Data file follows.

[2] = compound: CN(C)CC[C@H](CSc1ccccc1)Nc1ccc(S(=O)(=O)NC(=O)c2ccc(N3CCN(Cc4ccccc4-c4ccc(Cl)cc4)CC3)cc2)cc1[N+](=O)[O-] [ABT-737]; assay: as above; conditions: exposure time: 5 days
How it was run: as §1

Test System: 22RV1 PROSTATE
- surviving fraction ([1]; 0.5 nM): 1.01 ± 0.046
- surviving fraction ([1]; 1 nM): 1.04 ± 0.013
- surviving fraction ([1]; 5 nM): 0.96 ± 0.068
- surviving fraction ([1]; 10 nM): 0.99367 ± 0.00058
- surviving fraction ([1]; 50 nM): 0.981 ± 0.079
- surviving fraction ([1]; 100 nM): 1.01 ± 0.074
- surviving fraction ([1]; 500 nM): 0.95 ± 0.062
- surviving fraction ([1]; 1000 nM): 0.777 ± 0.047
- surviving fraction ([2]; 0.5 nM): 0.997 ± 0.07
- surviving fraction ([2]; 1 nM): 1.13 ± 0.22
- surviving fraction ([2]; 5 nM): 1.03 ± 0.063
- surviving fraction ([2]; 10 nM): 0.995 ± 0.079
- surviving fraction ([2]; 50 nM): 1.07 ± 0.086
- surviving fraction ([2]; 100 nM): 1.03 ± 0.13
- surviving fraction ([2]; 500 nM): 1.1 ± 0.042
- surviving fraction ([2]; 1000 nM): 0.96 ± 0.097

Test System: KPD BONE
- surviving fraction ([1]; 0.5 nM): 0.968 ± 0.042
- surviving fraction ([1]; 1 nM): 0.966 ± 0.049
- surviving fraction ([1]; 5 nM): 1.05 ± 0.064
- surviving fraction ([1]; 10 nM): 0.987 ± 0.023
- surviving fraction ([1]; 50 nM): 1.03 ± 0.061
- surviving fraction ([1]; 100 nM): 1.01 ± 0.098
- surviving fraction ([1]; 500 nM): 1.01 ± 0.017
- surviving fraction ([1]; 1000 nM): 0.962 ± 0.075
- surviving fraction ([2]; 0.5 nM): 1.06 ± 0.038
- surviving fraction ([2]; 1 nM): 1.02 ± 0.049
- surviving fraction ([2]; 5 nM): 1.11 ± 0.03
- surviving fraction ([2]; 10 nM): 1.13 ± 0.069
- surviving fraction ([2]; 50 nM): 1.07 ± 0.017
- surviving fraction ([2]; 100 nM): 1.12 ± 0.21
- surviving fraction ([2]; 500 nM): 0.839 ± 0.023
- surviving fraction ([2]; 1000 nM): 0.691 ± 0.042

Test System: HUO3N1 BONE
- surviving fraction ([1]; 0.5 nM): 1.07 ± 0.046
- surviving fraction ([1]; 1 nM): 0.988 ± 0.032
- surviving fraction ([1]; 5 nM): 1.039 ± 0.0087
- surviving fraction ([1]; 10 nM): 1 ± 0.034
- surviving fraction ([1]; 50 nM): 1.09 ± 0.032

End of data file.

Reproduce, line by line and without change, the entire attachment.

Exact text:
[2] = compound: CN(C)CC[C@H](CSc1ccccc1)Nc1ccc(S(=O)(=O)NC(=O)c2ccc(N3CCN(Cc4ccccc4-c4ccc(Cl)cc4)CC3)cc2)cc1[N+](=O)[O-] [ABT-737]; assay: as above; conditions: exposure time: 5 days
How it was run: as §1

Test System: 22RV1 PROSTATE
- surviving fraction ([1]; 0.5 nM): 1.01 ± 0.046
- surviving fraction ([1]; 1 nM): 1.04 ± 0.013
- surviving fraction ([1]; 5 nM): 0.96 ± 0.068
- surviving fraction ([1]; 10 nM): 0.99367 ± 0.00058
- surviving fraction ([1]; 50 nM): 0.981 ± 0.079
- surviving fraction ([1]; 100 nM): 1.01 ± 0.074
- surviving fraction ([1]; 500 nM): 0.95 ± 0.062
- surviving fraction ([1]; 1000 nM): 0.777 ± 0.047
- surviving fraction ([2]; 0.5 nM): 0.997 ± 0.07
- surviving fraction ([2]; 1 nM): 1.13 ± 0.22
- surviving fraction ([2]; 5 nM): 1.03 ± 0.063
- surviving fraction ([2]; 10 nM): 0.995 ± 0.079
- surviving fraction ([2]; 50 nM): 1.07 ± 0.086
- surviving fraction ([2]; 100 nM): 1.03 ± 0.13
- surviving fraction ([2]; 500 nM): 1.1 ± 0.042
- surviving fraction ([2]; 1000 nM): 0.96 ± 0.097

Test System: KPD BONE
- surviving fraction ([1]; 0.5 nM): 0.968 ± 0.042
- surviving fraction ([1]; 1 nM): 0.966 ± 0.049
- surviving fraction ([1]; 5 nM): 1.05 ± 0.064
- surviving fraction ([1]; 10 nM): 0.987 ± 0.023
- surviving fraction ([1]; 50 nM): 1.03 ± 0.061
- surviving fraction ([1]; 100 nM): 1.01 ± 0.098
- surviving fraction ([1]; 500 nM): 1.01 ± 0.017
- surviving fraction ([1]; 1000 nM): 0.962 ± 0.075
- surviving fraction ([2]; 0.5 nM): 1.06 ± 0.038
- surviving fraction ([2]; 1 nM): 1.02 ± 0.049
- surviving fraction ([2]; 5 nM): 1.11 ± 0.03
- surviving fraction ([2]; 10 nM): 1.13 ± 0.069
- surviving fraction ([2]; 50 nM): 1.07 ± 0.017
- surviving fraction ([2]; 100 nM): 1.12 ± 0.21
- surviving fraction ([2]; 500 nM): 0.839 ± 0.023
- surviving fraction ([2]; 1000 nM): 0.691 ± 0.042

Test System: HUO3N1 BONE
- surviving fraction ([1]; 0.5 nM): 1.07 ± 0.046
- surviving fraction ([1]; 1 nM): 0.988 ± 0.032
- surviving fraction ([1]; 5 nM): 1.039 ± 0.0087
- surviving fraction ([1]; 10 nM): 1 ± 0.034
- surviving fraction ([1]; 50 nM): 1.09 ± 0.032